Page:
1. This appeal arises out of a suit brought by co-sharers against the lambardar. The Court of first instance held that the defendant had been guilty of negligence and decreed the plaintiff?' claim on the basis of the gross rental. The lower Appellate Court varied the decree of the Court below. In the course of his judgment the learned District Judge says: The next point urged is that the profits should be calculated on actual collections and not on the recorded rentals as has been done by the lower Court. This pler, in my opinion, must be allowed, for in a suit under Section 164 of the Tenancy Act, profits must be allowed on actual collections, unless it is proved that the rents have remained uncollected owing to the negligence or misconduct of the lambardar. In this case as far as I can see, there is nothing to show that the rents were not collected through the negligence or misconduct of the defendant.' The Court of first instance had stated: The pativari further states that the amount of arrears is recoverable and the tenants are in a position to pay it. Accordingly on the plaintiffs' application the defendant lambardar was examined. When he was asked to state the caure of such heavy arrears, he did not give any satisfactory cause. On the other hand he stated that he knew nothing at all, that he had no account book of collections and arrears, nor could he state what amount of money was realised from what tenant and what amount of money was in arrears. The burden of proof that the money which is due by the tenants remained in arrears owing to unavoidable circumstances, lay on the defendant. But he did not prove it. The statement of the defendant that he did not know anything at all proves that he had not made his statement in good faith.' It seems to us that if a co-sharer gives general evidence to show that the rents are greatly in arrear, that the tenants are solvent and that there are no special circumstances why the rents should not have been collected, the onus is shifted on to the defendant of showing that for some reason not connected with his own negligence or misconduct he was unable to collect the rents. It is very difficult to see what other evidence a co-sharer under ordinary circumstances could give. This view was taken by a learned Judge of this Court in the case of Mithan Lal v. Mizaji Lal 17 Ind. Cas. 914 : 10 A.L.J. 529. In the present case the evidence of the lamhardar, as pointed out by the Court of first instance, was extremely unsatisfactory. If the defendant knew nothing about the circumstances of the village he should have produced his harinda. There seems to be no dispute about the expenses. We think before finally disposing of the appeal, we should refer the following issue to the Court below:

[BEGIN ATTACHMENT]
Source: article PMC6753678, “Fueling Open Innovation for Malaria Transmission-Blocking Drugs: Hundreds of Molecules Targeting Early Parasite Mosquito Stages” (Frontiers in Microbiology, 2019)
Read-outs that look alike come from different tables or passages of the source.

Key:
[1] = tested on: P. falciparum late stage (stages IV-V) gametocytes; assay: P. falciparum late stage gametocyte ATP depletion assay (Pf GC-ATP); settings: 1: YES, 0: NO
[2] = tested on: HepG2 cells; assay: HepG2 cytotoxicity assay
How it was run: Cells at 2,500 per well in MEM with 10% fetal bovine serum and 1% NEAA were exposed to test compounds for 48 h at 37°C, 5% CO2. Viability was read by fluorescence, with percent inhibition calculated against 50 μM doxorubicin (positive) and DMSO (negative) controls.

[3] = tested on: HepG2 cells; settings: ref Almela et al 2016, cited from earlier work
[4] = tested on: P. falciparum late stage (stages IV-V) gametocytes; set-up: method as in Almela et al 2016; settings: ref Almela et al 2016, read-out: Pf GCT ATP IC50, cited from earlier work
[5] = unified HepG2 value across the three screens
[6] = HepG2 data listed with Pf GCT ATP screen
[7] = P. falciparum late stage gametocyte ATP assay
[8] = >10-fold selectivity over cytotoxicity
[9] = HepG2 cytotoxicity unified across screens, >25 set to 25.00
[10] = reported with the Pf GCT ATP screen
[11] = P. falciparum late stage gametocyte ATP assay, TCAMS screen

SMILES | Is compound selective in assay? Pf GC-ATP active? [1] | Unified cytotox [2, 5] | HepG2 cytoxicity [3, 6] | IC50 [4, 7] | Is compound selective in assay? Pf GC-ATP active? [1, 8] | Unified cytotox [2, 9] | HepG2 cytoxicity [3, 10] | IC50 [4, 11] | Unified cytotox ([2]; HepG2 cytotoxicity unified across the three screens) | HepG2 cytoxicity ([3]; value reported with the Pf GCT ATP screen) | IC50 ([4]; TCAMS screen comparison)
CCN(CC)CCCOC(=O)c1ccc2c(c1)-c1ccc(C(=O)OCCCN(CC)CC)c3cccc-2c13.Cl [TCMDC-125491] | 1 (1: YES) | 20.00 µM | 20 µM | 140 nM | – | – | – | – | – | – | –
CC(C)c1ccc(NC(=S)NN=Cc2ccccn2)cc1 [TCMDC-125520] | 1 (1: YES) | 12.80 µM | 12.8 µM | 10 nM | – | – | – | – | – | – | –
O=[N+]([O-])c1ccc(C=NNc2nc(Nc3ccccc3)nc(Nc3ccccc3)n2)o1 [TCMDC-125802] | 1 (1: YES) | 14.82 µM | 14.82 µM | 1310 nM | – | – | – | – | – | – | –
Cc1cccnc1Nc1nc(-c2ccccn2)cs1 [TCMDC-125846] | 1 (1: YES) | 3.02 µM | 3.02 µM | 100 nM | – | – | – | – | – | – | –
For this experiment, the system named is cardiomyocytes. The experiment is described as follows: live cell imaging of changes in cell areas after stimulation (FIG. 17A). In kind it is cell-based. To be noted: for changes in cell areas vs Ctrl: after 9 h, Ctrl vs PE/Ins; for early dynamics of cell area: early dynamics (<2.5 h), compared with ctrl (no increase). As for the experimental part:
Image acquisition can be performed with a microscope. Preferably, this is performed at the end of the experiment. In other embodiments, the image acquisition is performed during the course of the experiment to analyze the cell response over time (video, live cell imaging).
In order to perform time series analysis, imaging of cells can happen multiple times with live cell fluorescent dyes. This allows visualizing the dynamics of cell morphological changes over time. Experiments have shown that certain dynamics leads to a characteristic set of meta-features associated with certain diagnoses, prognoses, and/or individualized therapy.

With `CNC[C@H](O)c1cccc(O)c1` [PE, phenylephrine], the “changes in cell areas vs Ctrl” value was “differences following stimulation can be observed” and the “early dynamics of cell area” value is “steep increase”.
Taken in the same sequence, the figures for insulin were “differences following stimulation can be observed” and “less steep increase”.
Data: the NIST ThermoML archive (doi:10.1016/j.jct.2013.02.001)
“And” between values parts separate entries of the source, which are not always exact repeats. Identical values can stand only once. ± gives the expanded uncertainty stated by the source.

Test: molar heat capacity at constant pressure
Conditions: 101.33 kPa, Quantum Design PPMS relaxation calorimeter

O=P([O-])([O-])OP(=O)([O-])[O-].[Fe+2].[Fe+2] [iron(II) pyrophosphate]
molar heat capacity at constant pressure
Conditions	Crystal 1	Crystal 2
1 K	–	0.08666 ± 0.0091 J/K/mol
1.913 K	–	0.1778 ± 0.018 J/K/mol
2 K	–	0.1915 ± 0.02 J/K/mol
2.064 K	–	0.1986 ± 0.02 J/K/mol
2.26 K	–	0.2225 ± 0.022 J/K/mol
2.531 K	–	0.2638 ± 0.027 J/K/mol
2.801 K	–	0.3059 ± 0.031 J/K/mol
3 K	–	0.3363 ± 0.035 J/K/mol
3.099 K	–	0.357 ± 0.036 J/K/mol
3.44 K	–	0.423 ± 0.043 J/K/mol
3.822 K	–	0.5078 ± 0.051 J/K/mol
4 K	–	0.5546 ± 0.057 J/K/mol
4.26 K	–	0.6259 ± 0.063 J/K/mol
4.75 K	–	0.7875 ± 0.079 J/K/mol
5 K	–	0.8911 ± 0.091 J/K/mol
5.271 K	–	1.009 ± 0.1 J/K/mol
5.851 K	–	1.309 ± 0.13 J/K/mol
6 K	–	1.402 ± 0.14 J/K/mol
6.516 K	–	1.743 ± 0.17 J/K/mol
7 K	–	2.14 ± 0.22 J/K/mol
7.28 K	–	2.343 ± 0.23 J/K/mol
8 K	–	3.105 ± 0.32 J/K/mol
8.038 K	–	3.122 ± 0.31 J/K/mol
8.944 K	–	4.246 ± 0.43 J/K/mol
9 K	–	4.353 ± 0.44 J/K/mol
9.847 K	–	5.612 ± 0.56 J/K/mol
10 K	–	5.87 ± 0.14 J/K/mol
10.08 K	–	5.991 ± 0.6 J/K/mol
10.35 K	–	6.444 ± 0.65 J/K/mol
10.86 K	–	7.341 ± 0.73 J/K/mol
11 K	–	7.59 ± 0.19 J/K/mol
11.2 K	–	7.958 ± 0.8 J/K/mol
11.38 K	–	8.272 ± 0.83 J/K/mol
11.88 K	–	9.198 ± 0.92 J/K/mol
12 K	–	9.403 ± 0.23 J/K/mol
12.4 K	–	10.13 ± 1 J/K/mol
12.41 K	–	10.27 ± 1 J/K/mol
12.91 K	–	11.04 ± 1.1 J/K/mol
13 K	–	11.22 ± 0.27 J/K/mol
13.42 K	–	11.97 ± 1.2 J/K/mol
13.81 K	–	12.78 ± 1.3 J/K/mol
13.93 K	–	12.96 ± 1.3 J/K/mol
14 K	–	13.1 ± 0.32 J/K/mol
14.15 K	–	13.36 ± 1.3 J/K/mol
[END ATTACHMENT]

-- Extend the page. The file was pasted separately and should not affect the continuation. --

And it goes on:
2. What rents for the years in suit were left unrealised and how much of these arrears were unrealised on account of the negligence or misconduct of the lanihardar?' We direct the Court below to order the lamhardar (within a time to be specified in the order) to file an account showing the names of the tenants, the amounts that have been realised from each of the tenants, and the amounts left unrealised. In the case of rents unrealised the lamhardar will give in a column of the account his reasons why these rents were not realised. When this account has been filed the plaintiffs will have a right to see the same, and they will then be entitled to go into evidence to show that in respect of the moneys not realised, the lamhardar was guilty of negligence or misconduct. The lamhardar will, of course, have a right to rebut the evidence, if any, produced by the plaintiffs. The usual ten clays will be allowed to file objections on return of the finding.